NetworkStreaming's SupportDesk 9

Most remote control support options are offered as hosted services that offer the convenience of quick setup and low maintenance. SupportDesk 9 offers a different option: a hardware appliance

August 11, 2006

4 Min Read
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Remote control support options abound. Most are offered as hosted services that offer the convenience of quick setup and low maintenance. Others are available as one-to-one direct connections that typically require applications to be pre-installed on remote computers prior to being connected. NetworkStreaming's SupportDesk 9 offers a different option: a hardware appliance and requires no pre-installed applications on the client PCs.

The option to install SupportDesk 9 as a rack-mounted unit behind the corporate firewall may be appealing to companies facing monthly ASP bills that continue to increase as more users and sessions are added. SupportDesk 9 installs in about 30 minutes by simply connecting it to your internal network and power, then configuring it to meet your needs. The initial price of $3,690 includes a license for one support rep. Additional concurrent licenses are available at $1,695 each.

Licensing by concurrent support persons allows unlimited concurrent client sessions. A single support rep can typically handle multiple clients at a time using the support rep application that displays the rep's current sessions, requests in queue, and any other representatives that might be online.

Locating the appliance behind the corporate firewall makes it ideal for providing secure connections to support for internal client PCs. It can also just as easily support external clients using standard TCP/IP ports 80 and 443.

The test driveI used a demo account installed at NetworkStreaming's offices. The first step was to download the support representative's application. Download was quick and simple, and I was immediately able to log into the system. The application displays a list of active conversations, the other representatives that are currently active, and incoming support requests. Dedicated buttons allow for accepting callers and adding them to my queue, and then transferring them to other support reps.

From the client side, all the user needs do is point to the support Web site and identify themselves. No previous registration is required. When the user clicks the submit button to send a support request, the temporary client application requests permission to download. I clicked the OK button and the download took about 30 seconds, then another 30 seconds to install and run.

Once the application was running on my client computer, the request for support appeared in the support queue on the tech support rep's PC. I was able to click the Accept button on the tech support PC, which added the new session to the active queue, along with a dialog box showing the support rep and client conversation. Initiating remote control was as simple as clicking a button on the support rep's console, which requested permission from the client to allow control.

Control of the client PC was fast and fluid within the support window. In addition, there was a set of controls allowing me to resize, refresh, change the video quality, initiate the Start menu (without having to scroll to it on the remote window), and initiate a Ctrl/Alt/Del. Once I had the task manager visible I could initiate a reboot of the remote computer if necessary. The reboot task is often a sore spot for both support reps and clients, since it usually requires that the client wait around and be present when their computer restarts so they can reinitiate the support session and allow the support rep to have access again.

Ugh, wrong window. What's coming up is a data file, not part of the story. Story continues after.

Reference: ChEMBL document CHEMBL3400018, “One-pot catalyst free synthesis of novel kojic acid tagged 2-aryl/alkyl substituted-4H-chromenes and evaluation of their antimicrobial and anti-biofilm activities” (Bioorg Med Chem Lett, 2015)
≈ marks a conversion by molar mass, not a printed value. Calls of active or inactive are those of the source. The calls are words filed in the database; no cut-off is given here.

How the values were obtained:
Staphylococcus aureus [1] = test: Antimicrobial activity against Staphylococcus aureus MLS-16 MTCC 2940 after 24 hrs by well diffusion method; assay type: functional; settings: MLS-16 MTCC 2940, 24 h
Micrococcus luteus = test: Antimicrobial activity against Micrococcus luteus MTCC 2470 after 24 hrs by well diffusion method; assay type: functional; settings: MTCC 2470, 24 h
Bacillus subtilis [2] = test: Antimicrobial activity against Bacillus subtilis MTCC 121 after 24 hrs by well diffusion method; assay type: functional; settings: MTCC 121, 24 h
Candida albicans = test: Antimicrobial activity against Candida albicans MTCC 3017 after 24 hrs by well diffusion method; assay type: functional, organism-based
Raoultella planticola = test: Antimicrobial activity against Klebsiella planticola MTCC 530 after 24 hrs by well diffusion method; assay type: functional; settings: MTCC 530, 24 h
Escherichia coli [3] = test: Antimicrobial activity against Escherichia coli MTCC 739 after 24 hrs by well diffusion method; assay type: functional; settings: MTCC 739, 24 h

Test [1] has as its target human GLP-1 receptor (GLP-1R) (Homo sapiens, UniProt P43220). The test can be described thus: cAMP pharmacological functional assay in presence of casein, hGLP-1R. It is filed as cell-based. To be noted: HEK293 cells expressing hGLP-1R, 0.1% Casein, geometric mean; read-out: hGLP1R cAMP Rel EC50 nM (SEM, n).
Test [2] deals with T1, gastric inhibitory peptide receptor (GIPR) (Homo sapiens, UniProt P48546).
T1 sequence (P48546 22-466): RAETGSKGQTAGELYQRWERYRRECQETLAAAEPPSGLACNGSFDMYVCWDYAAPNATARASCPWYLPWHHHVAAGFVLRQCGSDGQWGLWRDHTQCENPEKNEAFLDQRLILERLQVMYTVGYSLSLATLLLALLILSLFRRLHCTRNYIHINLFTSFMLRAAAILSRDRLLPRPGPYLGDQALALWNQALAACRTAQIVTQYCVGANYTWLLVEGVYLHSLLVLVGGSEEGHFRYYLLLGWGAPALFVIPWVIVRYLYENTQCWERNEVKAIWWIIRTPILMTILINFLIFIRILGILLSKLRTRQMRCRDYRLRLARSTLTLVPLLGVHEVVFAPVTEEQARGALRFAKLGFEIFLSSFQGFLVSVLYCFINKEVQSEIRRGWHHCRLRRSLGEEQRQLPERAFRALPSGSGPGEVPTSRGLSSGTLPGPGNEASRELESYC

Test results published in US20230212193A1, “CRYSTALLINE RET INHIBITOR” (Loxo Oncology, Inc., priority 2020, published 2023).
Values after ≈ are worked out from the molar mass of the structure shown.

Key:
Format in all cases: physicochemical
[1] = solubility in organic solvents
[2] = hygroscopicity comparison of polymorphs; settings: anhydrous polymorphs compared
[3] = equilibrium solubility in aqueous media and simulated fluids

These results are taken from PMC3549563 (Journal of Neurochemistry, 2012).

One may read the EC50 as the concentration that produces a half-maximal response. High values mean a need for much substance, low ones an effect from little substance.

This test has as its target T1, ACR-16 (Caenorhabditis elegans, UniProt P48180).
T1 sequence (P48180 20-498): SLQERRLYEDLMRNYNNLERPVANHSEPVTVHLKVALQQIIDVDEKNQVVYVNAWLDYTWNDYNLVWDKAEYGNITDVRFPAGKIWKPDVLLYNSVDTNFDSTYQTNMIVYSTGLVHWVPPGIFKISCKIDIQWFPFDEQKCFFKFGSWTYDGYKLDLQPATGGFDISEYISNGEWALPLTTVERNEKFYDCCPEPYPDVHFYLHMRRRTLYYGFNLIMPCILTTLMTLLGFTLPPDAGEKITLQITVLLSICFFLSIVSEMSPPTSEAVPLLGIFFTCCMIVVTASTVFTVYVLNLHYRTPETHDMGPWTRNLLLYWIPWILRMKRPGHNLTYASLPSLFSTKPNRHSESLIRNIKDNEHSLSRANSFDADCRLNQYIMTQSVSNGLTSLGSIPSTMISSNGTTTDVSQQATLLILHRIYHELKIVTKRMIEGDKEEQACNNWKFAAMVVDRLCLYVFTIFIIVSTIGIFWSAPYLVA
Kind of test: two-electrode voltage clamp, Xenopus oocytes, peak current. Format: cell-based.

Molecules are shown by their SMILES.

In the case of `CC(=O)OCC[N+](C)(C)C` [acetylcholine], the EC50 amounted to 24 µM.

SupportDesk 9 has a special function that automatically reestablishes the support session and activates the remote control session once the PC has returned to life. I tried the function and it worked like magic, announcing on the client PC that the support rep was viewing the computer, but not requiring a response. This function is likely to be popular with clients who don't want to wait around while the support technician uploads files, restarts the PC, and resolves the problem.The SupportDesk 9 client application is entirely temporary. When the support session is terminated, the application removed itself completely from the client PC. In addition to keeping the PC uncluttered, removing the application provides assurance that the client PC won't be accessed without permission.

SupportDesk 9 includes a full set of tools for the support rep, including predefined phrases and a document library, file transfer, and the ability to transfer the current session to another support rep. All the functions were easy to understand and operated flawlessly in my tests.

SupportDesk 9 is simple to install and simple to use for both the technical support rep and the end user. From management's perspective, purchasing a hardware device means having a fixed expenditure with the ability to expand at predictable cost, with no monthly fees. NetworkStreaming estimates that a single appliance can support up to 30 concurrent technicians, able to support a total of 40,000 PCs (not concurrently).


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